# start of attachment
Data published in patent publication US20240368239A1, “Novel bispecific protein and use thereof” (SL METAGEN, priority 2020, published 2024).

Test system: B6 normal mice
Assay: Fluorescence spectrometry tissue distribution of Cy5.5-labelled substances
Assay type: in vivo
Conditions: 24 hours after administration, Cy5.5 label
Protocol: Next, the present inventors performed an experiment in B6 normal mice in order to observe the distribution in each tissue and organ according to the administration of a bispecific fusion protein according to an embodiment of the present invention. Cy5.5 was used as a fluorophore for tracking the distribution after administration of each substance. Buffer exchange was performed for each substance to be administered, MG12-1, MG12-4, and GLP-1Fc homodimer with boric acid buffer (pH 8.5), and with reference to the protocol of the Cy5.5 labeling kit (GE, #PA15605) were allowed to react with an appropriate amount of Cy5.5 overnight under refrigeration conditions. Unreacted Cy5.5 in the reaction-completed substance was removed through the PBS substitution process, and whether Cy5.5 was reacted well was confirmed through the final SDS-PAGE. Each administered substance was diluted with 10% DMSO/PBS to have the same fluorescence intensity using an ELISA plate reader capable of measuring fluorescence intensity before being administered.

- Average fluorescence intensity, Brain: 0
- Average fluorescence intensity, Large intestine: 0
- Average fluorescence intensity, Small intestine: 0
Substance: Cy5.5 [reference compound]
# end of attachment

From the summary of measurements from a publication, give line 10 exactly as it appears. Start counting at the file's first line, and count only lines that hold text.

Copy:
Substance: Cy5.5 [reference compound]